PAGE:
Why disable Fast Boot on Windows 8 when having dual booting?


Fast boot in Windows 8 is a way to boot the system faster because the needed data to boot (Drivers, User session, etc..) are stored in a hibernation file (hiberfile) and are loaded when the boot process begins, saving the user between 40% and more boot time.

Since Hibernation mode is a way to "freeze" whatever you were doing before shutdown and loading it again when you start the computer (this includes opened apps, sessions, drivers, the last office doc you were editing...) it creates a problem when you want to copy stuff from Ubuntu to Windows after a hibernation, or "fast boot" as it is called on Windows 8 because anything that changes between hibernating and booting again is lost.

Basically, if you shutdown Windows 8 (hibernate mode) and then go to Ubuntu and try to copy something over to Windows 8 like an mp3 file (assuming Ubuntu does not throw any warnings about it being in hibernation mode), when you boot Windows 8 again, the mp3 file will not be there because...

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Why is everybody keep mentioning to disable Fast Boot on Windows 8 if you have installed alongside Ubuntu? Is it something that is recommended only for UEFI machines or is it a suggestion for Legacy BIOS machines as well? Is it because it makes the Windows partition inaccessible from Linux or there is another more serious reason to disable it?

Fast boot explained with an image:

During fast boot the system loads the hiberfile and does not use the files on the filesystem.

So the biggest problem, and the worst problem you can have on a computer, is data loss: if you create a shared NTFS data partition the hibernation may maintain the file structure so if you try to save a file from Linux into the NTFS partition it will get lost on Windows reboot as it only remembers the old file structure. See this Ubuntu Forums thread for more information.

That alone is reason enough to never touch fast boot in a dual boot setup.

Two relevant discussions...

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Fast Startup is a new feature which is introduced in Windows 8 RTM. It allows your computer to start faster than normal by logging off the user session and then saving a part of system related files and drivers to a hibernation file. When you turn on your PC again, it resumes from hibernate and logs you in again. In other words, the fast startup feature combines the classic shutdown mechanisms with hibernation, so it can be called 'hybrid shutdown'. Hybrid shutdown is enabled by default in Windows 8 and its successor, Windows 8.1. Follow this article to learn how to disable the fast boot feature or enable it back, and why you may want to do so.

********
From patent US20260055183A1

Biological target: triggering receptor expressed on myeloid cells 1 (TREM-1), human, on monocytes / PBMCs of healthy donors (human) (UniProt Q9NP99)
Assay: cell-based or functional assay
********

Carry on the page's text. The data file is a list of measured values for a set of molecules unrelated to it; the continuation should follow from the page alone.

RECOMMENDED: Click here to fix Windows errors and optimize system performance

There are several reasons when you might want to disable the Fast Startup feature. We will look at some common reasons.

The first case is if you are dual booting with some other OS. For example, if you have Linux as the second OS on your PC, it...

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Fast Startup is a new feature of Windows 10, 8 & 8.1 OS, that allows a computer to boot and start faster than before. Fast Startup feature is named also hybrid-boot or hybrid shutdown, because when you shutdown your computer (or log off,) the system saves a part of system drivers and files to a hibernation file (hiberfil.sys) and then when you turn on your computer it uses the information from this file to open faster. In other words, Windows 8 and 8.1 doesn't perform a full system re-initialization, but in fact it resumes from the hibernation state.

Fast Startup (Hybrid Shutdown) in enabled by default in Windows 10, 8 & 8.1 Operating System, but there are several reasons to disable the Fast Startup feature. For example: Many Windows users complain that their system keeps restarting or crashes when it does Fast Startup. Another problem is that when Fast Startup is enabled on a dual boot system {(e.g. a system with Windows 8 and another operating system (e.g. Windows 7)},...